# Low-Temperature Heat Capacity of Hydrogen Molecules

Requires a Wolfram Notebook System

Interact on desktop, mobile and cloud with the free Wolfram CDF Player or other Wolfram Language products.

Requires a Wolfram Notebook System

Edit on desktop, mobile and cloud with any Wolfram Language product.

Hydrogen is the lowest boiling molecular species, remaining a gas down to 20K. At and above room temperature, , the rotational degree of freedom is fully excited; thus the rotational contribution to heat capacity approaches its equipartition value, per mole. Owing to the exceptionally small moment of inertia of , rotation becomes inactive at temperatures below about 50K. However, the heat capacity behaves anomalously as the temperature is lowered. This anomaly was first explained by Dennison in 1927. Since is a homonuclear molecule, only half of its rotational states are accessible. In the singlet nuclear-spin state, known as parahydrogen (*p*-) only even- rotational states are accessible; in the triplet nuclear-spin state, known as orthohydrogen (*o*-) only odd- rotational states are accessible. The molecular partition functions representing the rotational and nuclear spin degrees of freedom are given by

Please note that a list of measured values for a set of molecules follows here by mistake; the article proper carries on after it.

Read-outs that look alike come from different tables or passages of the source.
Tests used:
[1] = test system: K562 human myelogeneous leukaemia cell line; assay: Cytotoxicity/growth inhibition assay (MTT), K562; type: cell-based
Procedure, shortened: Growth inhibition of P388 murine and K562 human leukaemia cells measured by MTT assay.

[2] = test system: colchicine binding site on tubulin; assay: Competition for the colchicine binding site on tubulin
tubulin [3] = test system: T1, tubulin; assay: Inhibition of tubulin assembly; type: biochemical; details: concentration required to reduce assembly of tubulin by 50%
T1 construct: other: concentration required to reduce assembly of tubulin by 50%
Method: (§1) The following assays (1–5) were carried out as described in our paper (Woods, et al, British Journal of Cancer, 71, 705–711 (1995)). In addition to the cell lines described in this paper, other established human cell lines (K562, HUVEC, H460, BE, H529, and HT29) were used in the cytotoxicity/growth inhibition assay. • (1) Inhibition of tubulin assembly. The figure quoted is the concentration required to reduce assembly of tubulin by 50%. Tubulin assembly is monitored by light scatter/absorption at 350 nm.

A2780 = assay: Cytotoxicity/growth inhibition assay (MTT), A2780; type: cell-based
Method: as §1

Contributed by: S. M. Blinder (March 2011)

Open content licensed under CC BY-NC-SA

## Snapshots

## Details

Snapshot 1: ortho and para rotational heat capacities as functions of temperature

Snapshot 2: 3:1 mixture and equilibrium mixture with catalyst

Snapshot 2: rotational heat capacity of heteronuclear HD molecule

Reference: S. M. Blinder, *Advanced Physical Chemistry; A Survey of Modern Theoretical Principles*, New York: Macmillan, 1969 pp. 475–478.

## Permanent Citation

"Low-Temperature Heat Capacity of Hydrogen Molecules"

http://demonstrations.wolfram.com/LowTemperatureHeatCapacityOfHydrogenMolecules/

Wolfram Demonstrations Project

Published: March 7 2011